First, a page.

There can be no denying that, with the exception of some companies in the tech sector, 2020 was a brutal year for businesses across the board.
While some of the hurdles may feel insurmountable at the moment, you might be surprised by some of the hidden business opportunities created by the coronavirus pandemic.
Time to grow – team developmentIf you have staff still on payroll who find themselves with a reduced workload due to the disruption caused by the current situation then this could be the ideal time for them to develop their skills.
Budget and time dependent, employees could devote one day a week to taking online training courses, enabling them to pick up skills that will benefit your business long-term.
Invest in your team now and you’ll emerge from the crisis with a smarter, upskilled workforce.
While it might seem like a difficult thing to accomplish with remote working, now is also a good time to explore team building activities.
WFH has highlighted just how vital team cohesion and communication can be. Set up some group online activities to help your staff bond and grow together.
Take things off the backburnerThe current climate has led to many companies pausing projects, but the void created can be filled by picking up those ‘nice to have’ projects that always seem to slide down the list of priorities.
This could be overhauling your website copy, reviewing your customer journey, upgrading your backend servers or developing a new suite of adverts.
Utilise your time effectively and push forward with those plans you aren’t usually able to dedicate resources to and your business will be in better shape to face the future when things start returning to normal.
While it may sound odd, this could also be the perfect time to look at recruitment. Mass layoffs have seen the talent pool grow considerably over the past couple of months and with most businesses less pressed for staff you’ll have more time to find the ideal candidate to join your team.
Optimisation and innovationOver time many businesses find themselves becoming less and less agile as a growing headcount and increasingly complex bureaucratic processes weigh on organisations like a ball and chain.
However, the speed at which companies have been forced to cut through the red tape and innovate during the coronavirus crisis has shown just how rapidly businesses can implement change.
While this is not to say that businesses should just throw all caution to the wind, there are certainty some lessons to be learnt about streamlining processes and reacting quickly to new business challenges.
Preparing for the ‘new normal’As the coronavirus pandemic shows signs of abating, most countries are looking to lift their lockdown measures and start reopening their economies.
While there are many different exit strategies being explored, there is one thing we can be pretty of – the post-coronavirus world is going to be very different from the one we knew just a few months ago.
With any vaccine still likely to be several months away, social distancing in some form or another is going to remain in place through the remainder of 2020.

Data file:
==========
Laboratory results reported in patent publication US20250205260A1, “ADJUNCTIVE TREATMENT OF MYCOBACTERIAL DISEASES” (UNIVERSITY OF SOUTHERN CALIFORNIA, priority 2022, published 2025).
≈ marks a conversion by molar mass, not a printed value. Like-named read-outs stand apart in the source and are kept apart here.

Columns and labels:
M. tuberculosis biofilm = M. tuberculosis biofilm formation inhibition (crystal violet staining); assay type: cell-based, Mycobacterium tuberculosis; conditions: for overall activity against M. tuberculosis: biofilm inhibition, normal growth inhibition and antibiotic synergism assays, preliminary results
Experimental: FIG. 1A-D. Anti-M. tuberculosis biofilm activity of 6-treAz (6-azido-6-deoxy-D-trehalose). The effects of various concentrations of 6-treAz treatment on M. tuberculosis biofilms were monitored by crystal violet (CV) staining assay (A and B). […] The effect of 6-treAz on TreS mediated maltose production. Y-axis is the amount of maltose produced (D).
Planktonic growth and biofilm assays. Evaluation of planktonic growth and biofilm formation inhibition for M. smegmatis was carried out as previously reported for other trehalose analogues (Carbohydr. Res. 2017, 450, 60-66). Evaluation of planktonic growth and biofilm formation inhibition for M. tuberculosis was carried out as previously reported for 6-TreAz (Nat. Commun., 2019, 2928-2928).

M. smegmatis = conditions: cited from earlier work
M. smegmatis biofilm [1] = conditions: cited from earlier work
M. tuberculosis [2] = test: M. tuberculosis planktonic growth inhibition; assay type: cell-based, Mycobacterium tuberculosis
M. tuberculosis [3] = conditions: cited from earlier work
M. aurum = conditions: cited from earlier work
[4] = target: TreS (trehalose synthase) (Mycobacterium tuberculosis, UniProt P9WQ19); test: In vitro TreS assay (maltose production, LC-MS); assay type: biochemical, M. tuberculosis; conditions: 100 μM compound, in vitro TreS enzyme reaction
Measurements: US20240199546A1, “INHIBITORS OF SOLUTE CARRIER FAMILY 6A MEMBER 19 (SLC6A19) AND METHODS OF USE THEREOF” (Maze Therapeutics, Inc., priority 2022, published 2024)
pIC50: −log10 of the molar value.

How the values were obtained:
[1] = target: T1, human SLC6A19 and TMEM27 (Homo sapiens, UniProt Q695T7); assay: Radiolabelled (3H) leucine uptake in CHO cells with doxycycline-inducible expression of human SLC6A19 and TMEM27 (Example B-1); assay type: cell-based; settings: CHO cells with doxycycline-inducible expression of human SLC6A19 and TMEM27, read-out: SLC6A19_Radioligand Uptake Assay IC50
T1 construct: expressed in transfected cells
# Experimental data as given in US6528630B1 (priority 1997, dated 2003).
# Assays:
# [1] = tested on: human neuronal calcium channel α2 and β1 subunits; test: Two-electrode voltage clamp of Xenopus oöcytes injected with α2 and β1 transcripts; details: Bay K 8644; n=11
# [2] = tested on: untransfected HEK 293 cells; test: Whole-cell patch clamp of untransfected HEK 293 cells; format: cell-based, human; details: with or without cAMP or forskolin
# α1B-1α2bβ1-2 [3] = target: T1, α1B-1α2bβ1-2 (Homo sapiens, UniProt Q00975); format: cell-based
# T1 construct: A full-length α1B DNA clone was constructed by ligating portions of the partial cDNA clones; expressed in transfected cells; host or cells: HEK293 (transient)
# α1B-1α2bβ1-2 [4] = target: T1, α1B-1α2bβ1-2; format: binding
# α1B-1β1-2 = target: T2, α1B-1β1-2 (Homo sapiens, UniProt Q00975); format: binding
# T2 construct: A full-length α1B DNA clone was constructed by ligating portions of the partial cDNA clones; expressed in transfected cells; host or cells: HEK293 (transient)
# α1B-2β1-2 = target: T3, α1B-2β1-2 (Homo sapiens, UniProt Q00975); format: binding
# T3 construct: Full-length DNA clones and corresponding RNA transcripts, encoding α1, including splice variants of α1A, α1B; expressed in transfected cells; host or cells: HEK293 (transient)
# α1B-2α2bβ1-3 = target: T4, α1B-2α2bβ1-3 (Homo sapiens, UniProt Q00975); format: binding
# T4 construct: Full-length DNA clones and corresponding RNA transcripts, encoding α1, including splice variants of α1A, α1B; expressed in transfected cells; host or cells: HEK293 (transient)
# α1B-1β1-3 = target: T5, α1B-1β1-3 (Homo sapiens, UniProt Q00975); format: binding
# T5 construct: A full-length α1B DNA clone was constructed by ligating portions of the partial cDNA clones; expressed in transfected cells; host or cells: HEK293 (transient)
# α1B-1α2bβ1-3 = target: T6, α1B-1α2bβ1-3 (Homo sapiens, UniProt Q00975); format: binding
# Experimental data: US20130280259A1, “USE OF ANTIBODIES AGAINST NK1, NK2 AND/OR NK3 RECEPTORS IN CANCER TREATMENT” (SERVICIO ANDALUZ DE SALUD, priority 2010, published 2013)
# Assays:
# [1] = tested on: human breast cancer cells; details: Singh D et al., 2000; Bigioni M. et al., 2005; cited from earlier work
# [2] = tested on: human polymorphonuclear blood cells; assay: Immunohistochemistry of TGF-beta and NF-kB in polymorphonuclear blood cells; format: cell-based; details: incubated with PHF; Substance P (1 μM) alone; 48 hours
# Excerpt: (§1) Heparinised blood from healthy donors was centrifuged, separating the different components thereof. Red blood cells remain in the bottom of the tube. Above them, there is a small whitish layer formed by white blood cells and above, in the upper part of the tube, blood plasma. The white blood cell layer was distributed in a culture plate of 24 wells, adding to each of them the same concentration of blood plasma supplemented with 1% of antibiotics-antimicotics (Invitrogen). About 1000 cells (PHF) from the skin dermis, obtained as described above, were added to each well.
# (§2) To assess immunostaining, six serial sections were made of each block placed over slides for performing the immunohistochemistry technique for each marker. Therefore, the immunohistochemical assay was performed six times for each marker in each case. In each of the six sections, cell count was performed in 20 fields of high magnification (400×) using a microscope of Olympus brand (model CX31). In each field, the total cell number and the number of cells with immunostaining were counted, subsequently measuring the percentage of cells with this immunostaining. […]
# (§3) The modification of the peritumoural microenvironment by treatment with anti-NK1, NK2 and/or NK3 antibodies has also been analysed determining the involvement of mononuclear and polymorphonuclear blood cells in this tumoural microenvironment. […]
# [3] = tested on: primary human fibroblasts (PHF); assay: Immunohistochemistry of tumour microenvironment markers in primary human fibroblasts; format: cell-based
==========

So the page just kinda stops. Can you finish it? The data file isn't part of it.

This is, of course, going to have a major impact on the way companies do business.
While some staff will be able to return to work, the number allowed on site at any one time will need to be limited to protect the health of your employees.
Jes Staley, the chief executive of Barclays suggests:
‘I think the notion of putting 7,000 people in a building may be a thing of the past, and we will find ways to operate with more distancing over a much longer period of time.’
To this end the need for remote working is likely to continue for some time to come, and with schools expected to remain closed until the end of summer, flexible working will also be need to be a major consideration going forward.
This is not to mention the potential impact on consumer habits, with customers likely to shun the high street and look to ecommerce to plug the gap.
Such changes to working and shopping practices have the potential to become a permanent fixture of the new normal, so it’s vital to prepare your business now so you’re ready for a post-Covid world.
This is an uncertain and difficult time for many businesses, but there are opportunities to be found.
If you have FX requirements we can help you maximise your returns and protect your profit. Get in touch with our team on Business@currenciesdirect.com or call +44 (0) 20 7847 9400.
We wish you all well during this difficult period – stay safe, and please contact us if you need us.
Currencies Direct is one of Europe's leading non-bank providers of currency exchange and international payment services. Since we were formed in 1996, we've maintained our focus on providing innovative foreign exchange and international currency transfer services to corporations of all sizes, online sellers and private individuals. We have also expanded our services to provide dynamic and pioneering "business to business" solutions to help companies, tier 2/3 banks and other non-bank financial institutions to process their international payments. Our headquarters are in the City of London (United Kingdom) and we have operations in continental Europe, Africa, Asia, and the United States. Currencies Direct is jointly owned by private equity firms Palamon Capital Partners and Corsair Capital.